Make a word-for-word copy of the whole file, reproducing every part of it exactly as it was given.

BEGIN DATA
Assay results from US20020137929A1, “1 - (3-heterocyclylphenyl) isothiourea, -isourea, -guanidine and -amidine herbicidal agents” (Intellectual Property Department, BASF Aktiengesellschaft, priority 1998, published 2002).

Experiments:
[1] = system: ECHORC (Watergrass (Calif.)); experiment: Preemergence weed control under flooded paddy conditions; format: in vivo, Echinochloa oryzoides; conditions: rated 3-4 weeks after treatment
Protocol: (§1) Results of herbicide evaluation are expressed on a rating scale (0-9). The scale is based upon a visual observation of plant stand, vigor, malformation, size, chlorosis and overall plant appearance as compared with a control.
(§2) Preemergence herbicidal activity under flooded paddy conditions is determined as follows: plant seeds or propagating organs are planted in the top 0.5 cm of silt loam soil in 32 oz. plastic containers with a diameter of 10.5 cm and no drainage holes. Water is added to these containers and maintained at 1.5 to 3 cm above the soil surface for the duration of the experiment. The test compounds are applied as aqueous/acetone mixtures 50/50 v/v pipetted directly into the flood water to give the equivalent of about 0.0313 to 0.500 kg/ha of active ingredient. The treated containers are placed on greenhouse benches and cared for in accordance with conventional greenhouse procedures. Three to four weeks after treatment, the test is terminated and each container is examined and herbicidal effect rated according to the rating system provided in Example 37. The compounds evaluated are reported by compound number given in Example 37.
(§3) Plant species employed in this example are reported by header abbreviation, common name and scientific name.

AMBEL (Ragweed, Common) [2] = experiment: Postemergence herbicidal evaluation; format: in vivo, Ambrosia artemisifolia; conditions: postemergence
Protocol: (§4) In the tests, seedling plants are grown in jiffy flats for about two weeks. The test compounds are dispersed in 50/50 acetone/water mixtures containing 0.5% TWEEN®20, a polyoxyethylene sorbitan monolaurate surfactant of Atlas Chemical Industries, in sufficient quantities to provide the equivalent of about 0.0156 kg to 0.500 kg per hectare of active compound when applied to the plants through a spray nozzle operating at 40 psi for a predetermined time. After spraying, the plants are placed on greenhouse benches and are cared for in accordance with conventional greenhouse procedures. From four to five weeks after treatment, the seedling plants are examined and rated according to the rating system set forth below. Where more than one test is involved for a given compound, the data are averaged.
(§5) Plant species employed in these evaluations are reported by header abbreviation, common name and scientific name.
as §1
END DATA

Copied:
Assay results from US20020137929A1, “1 - (3-heterocyclylphenyl) isothiourea, -isourea, -guanidine and -amidine herbicidal agents” (Intellectual Property Department, BASF Aktiengesellschaft, priority 1998, published 2002).

Experiments:
[1] = system: ECHORC (Watergrass (Calif.)); experiment: Preemergence weed control under flooded paddy conditions; format: in vivo, Echinochloa oryzoides; conditions: rated 3-4 weeks after treatment
Protocol: (§1) Results of herbicide evaluation are expressed on a rating scale (0-9). The scale is based upon a visual observation of plant stand, vigor, malformation, size, chlorosis and overall plant appearance as compared with a control.
(§2) Preemergence herbicidal activity under flooded paddy conditions is determined as follows: plant seeds or propagating organs are planted in the top 0.5 cm of silt loam soil in 32 oz. plastic containers with a diameter of 10.5 cm and no drainage holes. Water is added to these containers and maintained at 1.5 to 3 cm above the soil surface for the duration of the experiment. The test compounds are applied as aqueous/acetone mixtures 50/50 v/v pipetted directly into the flood water to give the equivalent of about 0.0313 to 0.500 kg/ha of active ingredient. The treated containers are placed on greenhouse benches and cared for in accordance with conventional greenhouse procedures. Three to four weeks after treatment, the test is terminated and each container is examined and herbicidal effect rated according to the rating system provided in Example 37. The compounds evaluated are reported by compound number given in Example 37.
(§3) Plant species employed in this example are reported by header abbreviation, common name and scientific name.

AMBEL (Ragweed, Common) [2] = experiment: Postemergence herbicidal evaluation; format: in vivo, Ambrosia artemisifolia; conditions: postemergence
Protocol: (§4) In the tests, seedling plants are grown in jiffy flats for about two weeks. The test compounds are dispersed in 50/50 acetone/water mixtures containing 0.5% TWEEN®20, a polyoxyethylene sorbitan monolaurate surfactant of Atlas Chemical Industries, in sufficient quantities to provide the equivalent of about 0.0156 kg to 0.500 kg per hectare of active compound when applied to the plants through a spray nozzle operating at 40 psi for a predetermined time. After spraying, the plants are placed on greenhouse benches and are cared for in accordance with conventional greenhouse procedures. From four to five weeks after treatment, the seedling plants are examined and rated according to the rating system set forth below. Where more than one test is involved for a given compound, the data are averaged.
(§5) Plant species employed in these evaluations are reported by header abbreviation, common name and scientific name.
as §1